Since the move, both had served as dump sites for all the random stuff that we didn’t have space for elsewhere. The foyer cupboard – that’s a closet in Yank-speak – was a hodge-podge of pantry staples, cleaning supplies, various corded and cordless vacuums and mini-vacs, loo rolls, canvas grocery bags, and rain gear, all carelessly shoved into this or that corner and thus annoyingly difficult to put our hands on when needed. But we did need regular access to everything stored there; the shed, on the other hand, housed items that we used rarely, such as our artificial Christmas tree and twice-slept-in camp bed, along with boxes of old mementos and some broken crap that we hadn’t gotten around to throwing away yet. It seemed quite pointless to me to spend time figuring out where the half-used cans of paint should go in relation to the rolling suitcase with the wonky handle, the dented, long-defunct computer tower, and the box of my battered school yearbooks. The spouse, however, made the astute point that doing so would free up room for more useless junk, which we would surely accrue in the years to come. So with a heavy, some would say overdramatic sigh, I relented. As soon as we’d sorted the foyer cupboard, I gloomily trudged to the shed by his side.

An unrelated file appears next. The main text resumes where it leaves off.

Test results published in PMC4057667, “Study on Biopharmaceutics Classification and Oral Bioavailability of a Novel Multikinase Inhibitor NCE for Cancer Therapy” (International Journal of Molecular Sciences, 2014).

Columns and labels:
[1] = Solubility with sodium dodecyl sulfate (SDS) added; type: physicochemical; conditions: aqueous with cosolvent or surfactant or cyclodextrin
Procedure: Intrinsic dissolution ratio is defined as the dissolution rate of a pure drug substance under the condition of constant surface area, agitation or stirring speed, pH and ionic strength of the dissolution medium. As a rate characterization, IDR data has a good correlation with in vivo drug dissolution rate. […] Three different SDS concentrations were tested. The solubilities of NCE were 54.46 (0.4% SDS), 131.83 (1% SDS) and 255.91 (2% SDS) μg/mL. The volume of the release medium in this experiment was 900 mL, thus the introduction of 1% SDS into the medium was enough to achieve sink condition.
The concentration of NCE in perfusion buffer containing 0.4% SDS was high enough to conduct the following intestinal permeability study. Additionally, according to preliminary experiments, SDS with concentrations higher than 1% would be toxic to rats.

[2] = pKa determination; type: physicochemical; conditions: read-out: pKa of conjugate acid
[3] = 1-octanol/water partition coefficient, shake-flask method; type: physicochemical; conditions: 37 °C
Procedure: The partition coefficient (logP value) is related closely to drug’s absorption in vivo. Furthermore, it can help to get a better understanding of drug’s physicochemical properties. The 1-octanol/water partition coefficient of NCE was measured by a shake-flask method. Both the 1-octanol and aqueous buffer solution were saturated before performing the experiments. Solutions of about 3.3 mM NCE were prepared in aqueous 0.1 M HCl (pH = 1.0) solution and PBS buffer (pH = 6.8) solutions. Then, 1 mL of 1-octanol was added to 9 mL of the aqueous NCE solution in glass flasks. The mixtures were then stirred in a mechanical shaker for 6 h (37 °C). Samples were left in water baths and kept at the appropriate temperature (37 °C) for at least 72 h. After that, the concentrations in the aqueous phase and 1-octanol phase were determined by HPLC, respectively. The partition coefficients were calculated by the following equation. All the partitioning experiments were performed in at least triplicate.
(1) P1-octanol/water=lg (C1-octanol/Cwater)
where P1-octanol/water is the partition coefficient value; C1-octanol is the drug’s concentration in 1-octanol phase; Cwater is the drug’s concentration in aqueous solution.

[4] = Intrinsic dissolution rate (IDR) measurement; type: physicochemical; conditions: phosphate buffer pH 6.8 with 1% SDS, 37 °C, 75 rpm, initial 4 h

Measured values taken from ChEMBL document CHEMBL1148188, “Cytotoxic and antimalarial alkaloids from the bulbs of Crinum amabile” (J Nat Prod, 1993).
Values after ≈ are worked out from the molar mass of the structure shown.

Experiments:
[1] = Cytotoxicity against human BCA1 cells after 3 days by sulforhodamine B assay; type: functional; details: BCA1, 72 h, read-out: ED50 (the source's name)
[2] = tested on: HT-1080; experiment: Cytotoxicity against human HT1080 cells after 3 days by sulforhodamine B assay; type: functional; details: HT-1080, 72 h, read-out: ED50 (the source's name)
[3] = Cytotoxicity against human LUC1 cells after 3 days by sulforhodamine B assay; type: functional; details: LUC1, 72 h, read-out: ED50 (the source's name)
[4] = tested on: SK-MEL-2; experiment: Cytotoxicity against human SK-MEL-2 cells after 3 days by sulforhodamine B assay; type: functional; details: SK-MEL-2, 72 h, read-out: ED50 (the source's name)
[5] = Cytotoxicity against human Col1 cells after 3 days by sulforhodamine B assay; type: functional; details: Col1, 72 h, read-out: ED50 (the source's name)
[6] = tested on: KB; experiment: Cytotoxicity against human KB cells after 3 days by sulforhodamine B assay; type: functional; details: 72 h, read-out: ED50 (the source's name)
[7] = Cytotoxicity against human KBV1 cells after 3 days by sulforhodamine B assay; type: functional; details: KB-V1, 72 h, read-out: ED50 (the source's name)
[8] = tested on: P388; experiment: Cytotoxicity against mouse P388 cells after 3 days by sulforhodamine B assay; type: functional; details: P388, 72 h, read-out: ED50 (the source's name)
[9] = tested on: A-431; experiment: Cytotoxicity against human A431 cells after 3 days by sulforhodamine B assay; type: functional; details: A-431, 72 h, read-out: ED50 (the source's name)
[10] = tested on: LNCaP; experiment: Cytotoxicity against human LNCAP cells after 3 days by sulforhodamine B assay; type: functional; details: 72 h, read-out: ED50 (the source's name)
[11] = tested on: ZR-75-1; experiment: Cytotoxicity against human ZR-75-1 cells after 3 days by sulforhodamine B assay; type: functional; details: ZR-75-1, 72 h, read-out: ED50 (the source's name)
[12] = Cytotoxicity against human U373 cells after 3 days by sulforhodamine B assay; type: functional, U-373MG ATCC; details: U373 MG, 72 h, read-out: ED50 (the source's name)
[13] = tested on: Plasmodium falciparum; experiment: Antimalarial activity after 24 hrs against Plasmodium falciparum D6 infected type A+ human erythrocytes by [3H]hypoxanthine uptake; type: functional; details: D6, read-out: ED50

In the end, my angst was unwarranted. Saving this job for last turned out to be a brilliant strategy, because all of the ones that came before it had morphed the hubby and I into a well-oiled organizational machine. The decisions of what should go where in the shed snapped easily into place. Waterproof boxes of mementos at the back – badda-bing, badda-boom. Paint cans on the shelf above – Bob’s yer uncle. Giant bag of Christmas decorations to the right, propped on old wooden crates to keep the damp away. Brooms on hooks to the left, with the obnoxiously loud, neighbour-irking leaf blower at rest on the floor below. We piled the broken crap in a tight column near the front so our local man-and-van clearance service can easily fetch it once the quarantine is over. In just a little more than an hour, all the shed’s clutter had been Marie Kondo-ed into submission.
Again, we should have made the task last longer. Stretched it out over two or three weekends by inventing work for ourselves, like stacking those yearbooks in chronological order or grouping the Christmas decorations on a scale from classy to tacky. (The Star Trek ornaments, of course, would be placed among the classier baubles.) Because even though the Long Lockdown of 2020 is currently being eased somewhat, with all concerts, festivals, and basically anything that’s fun to do in a group postponed indefinitely, our summer social calendar is still looking pretty sparse. With the weather warming up, the next project for the hubby and I is to kit out our courtyard with potted plants and garden furniture – fodder for my next post, perhaps. But given that it’s a small space, that should only take a Saturday or two. After that, we’re looking at a lot of idle hours ahead. I wonder if any of our neighbours’ sheds need tidying…
This article was originally published on Doug Hamilton’s website, Dugout Discs. You can read more of Doug’s writing on his website, including his musical writing, and follow him on Instagram and Twitter.
Image courtesy of Doug Hamilton.